Functional characterization of recombinant PF-4var/CXCL4L1 in vitro and in vivo. PF-4var/CXCL4L1 expressed in E. coli was purified to homogeneity by heparin-Sepharose affinity chromatography and subsequent RP-HPLC (data shown in Supplementary Data). Pure recombinant 8-kDa CXCL4L1 protein eluted from both types of columns at a similar position as natural PF-4var/CXCL4L1 and corresponded to the major peak of PF-4 immunoreactivity determined by ELISA. Recombinant PF-4var/CXCL4L1 was confirmed to have the correct molecular mass upon SDS-PAGE and mass spectrometry analysis. Furthermore, the NH2-terminal sequence was verified by Edman degradation on an automated protein sequencer (data not shown). The biological activity of recombinant PF-4var/CXCL4L1 was evidenced in the in vitro wound-healing assay on mitomycin C–treated human microvascular endothelial cells (Fig. 1A and B). Figure 1B shows that recombinant PF-4var/CXCL4L1 significantly inhibited endothelial cell migration at 10 ng/mL, whereas natural PF-4/CXCL4 only did so at 200 and 1,000 ng/mL. Furthermore, in the endothelial cell migration assay using the Boyden chamber, recombinant PF-4var/CXCL4L1 very efficiently inhibited the chemotactic activity of both IL-8/CXCL8 and bFGF from 5 ng/mL onwards, whereas natural PF-4/CXCL4 only marginally affected endothelial cell chemotaxis at 50 ng/mL (Fig. 1C). This stronger in vitro potency of recombinant PF-4var/CXCL4L1 to inhibit endothelial cell migration was finally confirmed in the rat cornea micropocket assay for angiogenesis (n = 6 for each treatment). In this in vivo test, angiogenic IL-8/CXCL8 (80 ng per pellet) or bFGF (50 ng per pellet) were 70% to 80% inhibited by both natural and recombinant PF-4var/CXCL4L1 at 50 ng per pellet, whereas natural PF-4/CXCL4 (50 ng per pellet) had no inhibitory effect on bFGF-induced angiogenesis (data not shown). Applied as single stimulus, IL-8/CXCL8 and bFGF triggered neovascularization in five or six of six corneas, respectively. Taken together, it can be concluded that recombinant PF-4var/CXCL4L1, tested in three different assays, is an at least 10-fold more potent inhibitor of angiogenesis than PF-4/CXCL4. Based on these findings, we aimed to verify whether PF-4var/CXCL4L1 could also exert a more pronounced antitumoral activity.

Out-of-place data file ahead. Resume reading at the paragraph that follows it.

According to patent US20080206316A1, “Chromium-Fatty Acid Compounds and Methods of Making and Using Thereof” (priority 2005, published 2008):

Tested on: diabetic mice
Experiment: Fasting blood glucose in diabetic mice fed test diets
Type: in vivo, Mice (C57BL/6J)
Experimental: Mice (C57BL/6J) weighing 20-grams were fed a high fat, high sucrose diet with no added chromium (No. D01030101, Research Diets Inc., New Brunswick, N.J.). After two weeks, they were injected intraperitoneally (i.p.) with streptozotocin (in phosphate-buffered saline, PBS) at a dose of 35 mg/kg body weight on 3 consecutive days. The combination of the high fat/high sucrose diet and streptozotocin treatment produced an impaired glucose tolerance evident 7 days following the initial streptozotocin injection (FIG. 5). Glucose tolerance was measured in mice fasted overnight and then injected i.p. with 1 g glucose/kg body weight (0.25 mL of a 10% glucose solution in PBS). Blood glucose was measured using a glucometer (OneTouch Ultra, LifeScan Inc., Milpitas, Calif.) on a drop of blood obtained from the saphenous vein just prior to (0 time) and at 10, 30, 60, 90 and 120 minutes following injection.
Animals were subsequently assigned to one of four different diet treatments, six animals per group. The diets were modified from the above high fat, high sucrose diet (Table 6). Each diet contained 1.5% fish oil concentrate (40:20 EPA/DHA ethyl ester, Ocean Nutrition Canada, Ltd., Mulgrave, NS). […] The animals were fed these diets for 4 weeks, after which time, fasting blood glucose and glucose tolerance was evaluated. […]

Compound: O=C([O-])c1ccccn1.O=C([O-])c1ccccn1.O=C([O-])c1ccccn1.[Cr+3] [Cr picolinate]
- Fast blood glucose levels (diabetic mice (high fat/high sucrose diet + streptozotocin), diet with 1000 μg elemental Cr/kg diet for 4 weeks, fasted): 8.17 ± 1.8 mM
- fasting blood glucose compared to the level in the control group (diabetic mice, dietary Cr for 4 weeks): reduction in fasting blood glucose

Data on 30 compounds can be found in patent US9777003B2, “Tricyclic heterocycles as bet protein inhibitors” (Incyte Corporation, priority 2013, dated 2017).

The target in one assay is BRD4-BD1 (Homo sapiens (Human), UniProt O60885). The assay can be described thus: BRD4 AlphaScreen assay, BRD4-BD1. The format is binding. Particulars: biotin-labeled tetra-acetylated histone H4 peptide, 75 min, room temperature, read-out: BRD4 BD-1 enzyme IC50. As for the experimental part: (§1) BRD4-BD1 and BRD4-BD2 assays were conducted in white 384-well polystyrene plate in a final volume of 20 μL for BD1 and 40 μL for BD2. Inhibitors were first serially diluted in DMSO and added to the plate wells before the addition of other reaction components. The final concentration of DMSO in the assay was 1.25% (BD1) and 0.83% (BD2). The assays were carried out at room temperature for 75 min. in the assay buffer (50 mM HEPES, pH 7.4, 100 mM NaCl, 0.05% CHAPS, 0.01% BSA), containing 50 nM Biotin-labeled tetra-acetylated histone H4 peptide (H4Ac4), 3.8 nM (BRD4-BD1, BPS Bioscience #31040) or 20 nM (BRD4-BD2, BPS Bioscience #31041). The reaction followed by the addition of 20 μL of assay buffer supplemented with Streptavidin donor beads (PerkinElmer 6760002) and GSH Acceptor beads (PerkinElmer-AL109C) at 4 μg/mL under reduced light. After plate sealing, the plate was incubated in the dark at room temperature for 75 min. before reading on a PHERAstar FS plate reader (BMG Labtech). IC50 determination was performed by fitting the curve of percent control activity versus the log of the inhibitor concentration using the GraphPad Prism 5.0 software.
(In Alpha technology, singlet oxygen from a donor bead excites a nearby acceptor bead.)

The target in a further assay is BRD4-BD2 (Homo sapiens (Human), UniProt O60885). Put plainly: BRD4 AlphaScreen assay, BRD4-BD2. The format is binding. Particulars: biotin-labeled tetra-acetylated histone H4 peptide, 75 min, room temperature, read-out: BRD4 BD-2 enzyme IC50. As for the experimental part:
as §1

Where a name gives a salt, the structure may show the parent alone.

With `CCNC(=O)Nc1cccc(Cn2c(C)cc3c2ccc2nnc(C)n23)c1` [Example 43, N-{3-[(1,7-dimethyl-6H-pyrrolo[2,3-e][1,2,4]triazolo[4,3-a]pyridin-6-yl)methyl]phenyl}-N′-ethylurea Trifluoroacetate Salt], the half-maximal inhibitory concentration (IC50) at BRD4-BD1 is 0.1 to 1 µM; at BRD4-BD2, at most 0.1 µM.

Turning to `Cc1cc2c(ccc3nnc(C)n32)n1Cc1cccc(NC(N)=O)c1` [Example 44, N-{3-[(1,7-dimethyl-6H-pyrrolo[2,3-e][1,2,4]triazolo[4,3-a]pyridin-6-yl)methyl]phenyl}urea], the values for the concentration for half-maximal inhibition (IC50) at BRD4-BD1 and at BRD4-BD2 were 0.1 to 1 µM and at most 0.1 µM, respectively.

Figure 1.

In vitro characterization of recombinant PF-4var/CXCL4L1. Recombinant PF-4var/CXCL4L1 was tested in the in vitro wound-healing assay for inhibition of endothelial cell migration (A and B). Confluent monolayers of HMVEC-d were scarred, and repair was monitored microscopically after 42-h treatment with recombinant CXCL4L1 (2 or 10 ng/mL) or CXCL4 (200 or 1,000 ng/mL). Zero scores correspond to the change in wound width for untreated control cultures (Co). A wound that retained a broader width compared with control wounds (inhibition of migration) received a negative score. A, representative photographs taken from two different experiments. B, columns, average changes in scores from three to five independent experiments; bars, SEM. *, P < 0.05; **, P < 0.01, statistically significant inhibition (Mann-Whitney test). In the Boyden chamber assay (C), recombinant (rec) CXCL4L1 (1–50 ng/mL) was compared with natural (nat) CXCL4L1 (1–50 ng/mL) and CXCL4 (1–50 ng/mL) for its capacity to reduce migration of HMVEC-L toward bFGF (50 ng/mL) or CXCL8 (80 ng/mL). To show specific migration, background (unstimulated control) migration (45 cells per high-power field) was subtracted. Results are derived from two independent experiments in triplicate. Angiogenic activity of bFGF (broken lines) and CXCL8 (dotted lines).

Figure 1.